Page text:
Slayer fans have been waiting for years for an album
like Christ Illusion to come around, if only for the
reason that it was to feature the original line up for the
first time since drummer Dave Lombardo left the band after
Seasons in the Abyss. This is also significant as most
feel Slayer hasn't been the same since then. Just about
every fan will point to the period where Reign In Blood,
South of Heaven and Seasons in the Abyss were
released as the strongest point in the band's existence and
quite possibly one of the more important moments in metal
In Christ Illusion, though, Slayer fans finally
get what feels like a true follow up to Seasons in the
Abyss. It's obvious from the inception of the opening
track, Flesh Storm, that Dave is back in the drum kit.
His beats are intense, high-speed and brutally unforgiving.
Kerry and Jeff's guitars have a familiar feel to them - rigidly
aggressive, pounding a slaughter of tone at the listener.
Tom's bass is back where it's always been, well hidden behind
the drums and guitars, allowing him far more time to yell
and scream the openly hostile lyrics at the listener.
As stated before, the album opens in a blistering rage with
Flesh Storm. It's a high speed romp that eventually
slows down enough for Tom to wail "It's all just psychotic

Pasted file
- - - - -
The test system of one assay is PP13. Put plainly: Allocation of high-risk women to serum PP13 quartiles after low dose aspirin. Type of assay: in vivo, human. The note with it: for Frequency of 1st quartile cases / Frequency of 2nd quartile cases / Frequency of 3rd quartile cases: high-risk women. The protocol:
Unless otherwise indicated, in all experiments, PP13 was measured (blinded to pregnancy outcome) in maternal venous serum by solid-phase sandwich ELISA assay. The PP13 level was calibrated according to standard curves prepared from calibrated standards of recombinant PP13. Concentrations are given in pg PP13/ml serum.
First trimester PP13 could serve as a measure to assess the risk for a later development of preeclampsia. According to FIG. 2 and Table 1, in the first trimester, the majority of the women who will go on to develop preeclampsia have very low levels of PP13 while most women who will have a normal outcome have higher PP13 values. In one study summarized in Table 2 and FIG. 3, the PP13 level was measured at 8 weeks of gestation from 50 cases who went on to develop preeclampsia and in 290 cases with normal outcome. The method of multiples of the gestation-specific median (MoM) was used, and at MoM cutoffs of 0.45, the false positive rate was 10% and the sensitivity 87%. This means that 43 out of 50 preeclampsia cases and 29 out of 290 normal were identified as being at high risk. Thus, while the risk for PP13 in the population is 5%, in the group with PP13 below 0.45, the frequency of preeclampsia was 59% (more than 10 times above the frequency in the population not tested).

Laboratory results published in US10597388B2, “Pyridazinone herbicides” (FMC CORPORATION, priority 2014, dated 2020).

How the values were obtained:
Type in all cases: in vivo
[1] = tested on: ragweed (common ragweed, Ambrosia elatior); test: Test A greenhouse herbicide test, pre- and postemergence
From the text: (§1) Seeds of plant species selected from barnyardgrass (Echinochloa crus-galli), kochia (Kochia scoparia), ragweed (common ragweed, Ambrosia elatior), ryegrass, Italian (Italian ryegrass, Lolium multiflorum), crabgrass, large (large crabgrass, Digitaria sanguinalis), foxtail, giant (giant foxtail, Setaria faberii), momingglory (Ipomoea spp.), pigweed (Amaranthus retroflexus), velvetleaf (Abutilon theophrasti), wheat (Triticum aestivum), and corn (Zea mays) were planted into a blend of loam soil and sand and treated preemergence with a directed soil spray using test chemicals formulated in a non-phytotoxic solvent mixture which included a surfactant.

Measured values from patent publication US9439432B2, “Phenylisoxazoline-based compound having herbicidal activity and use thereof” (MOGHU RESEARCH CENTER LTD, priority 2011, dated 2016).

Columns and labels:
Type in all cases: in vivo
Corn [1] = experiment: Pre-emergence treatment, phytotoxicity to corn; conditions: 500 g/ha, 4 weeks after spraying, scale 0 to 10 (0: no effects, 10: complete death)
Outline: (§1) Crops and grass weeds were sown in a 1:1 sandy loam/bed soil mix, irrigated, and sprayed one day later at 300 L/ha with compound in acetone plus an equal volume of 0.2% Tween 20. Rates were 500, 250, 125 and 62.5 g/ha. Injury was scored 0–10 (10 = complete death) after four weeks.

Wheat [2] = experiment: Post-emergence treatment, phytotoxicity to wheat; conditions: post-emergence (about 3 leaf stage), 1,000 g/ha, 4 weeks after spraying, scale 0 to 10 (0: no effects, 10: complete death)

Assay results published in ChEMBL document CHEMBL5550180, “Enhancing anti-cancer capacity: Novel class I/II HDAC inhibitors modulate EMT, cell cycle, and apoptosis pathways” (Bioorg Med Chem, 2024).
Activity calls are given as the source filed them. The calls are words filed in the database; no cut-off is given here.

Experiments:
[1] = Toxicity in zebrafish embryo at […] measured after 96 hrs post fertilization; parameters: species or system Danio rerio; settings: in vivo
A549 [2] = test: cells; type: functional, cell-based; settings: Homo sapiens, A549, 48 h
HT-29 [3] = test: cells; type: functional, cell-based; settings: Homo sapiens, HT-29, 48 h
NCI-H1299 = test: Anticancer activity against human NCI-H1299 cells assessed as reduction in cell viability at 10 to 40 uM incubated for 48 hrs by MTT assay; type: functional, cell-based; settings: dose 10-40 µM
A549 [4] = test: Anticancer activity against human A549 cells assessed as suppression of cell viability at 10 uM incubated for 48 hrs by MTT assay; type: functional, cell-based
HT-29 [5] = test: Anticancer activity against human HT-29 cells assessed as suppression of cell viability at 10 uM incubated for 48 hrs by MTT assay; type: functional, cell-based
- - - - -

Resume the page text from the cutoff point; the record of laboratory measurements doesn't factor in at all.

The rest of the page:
devotion...." Catalyst throws in right afterward,
feeling like a new take on the Reign in Blood era Slayer
- heavy in punk attitude and unforgiving in it's approach.
This is followed by Skeleton Christ, a slower paced
thrash fest that has a great tone.
The fourth track, Eyes of the Insane is a bit contentious
among people I spoke with. Most couldn't stand it, but I rather
enjoyed the slower, more dull-toned piece. If there's any
problem it's that the song feels a little out of place on
this album. Jihad opens in a high pitch that evolves
into traditional Slayer maniacal metal. Consfearacy
has a great Seasons in the Abyss feel to it. Catatonic
opens slowly and seems to be taking it's time, but builds
into a rage, with Tom screaming the song title as violently
as he can.
Black Serenade opens with an awesome groove that
grows fast and intense with little build up. Cult begins
with a South of Heaven like intro, toying with slower,
lower tones, but snaps into a more intense pace that fits
the album well. The last track, Supremist ends the
album on a good note, fast, intense and dark.
Lyrically, there are times where the songs are inspired,
and other times where it just seems like they're using satanic
Mad Libs. And some of the lyrics are so uninspired that I'm
beginning to think the well is running dry. Really, do we
need to hear Tom yelling "666"? It's clichéd
and I would think that Slayer could certainly write
While there are some rough spots here, Christ Illusion
is the best thing the band has put out since Seasons in
the Abyss. Having the original lineup back is promising
and I hope that future albums put the band right back on track.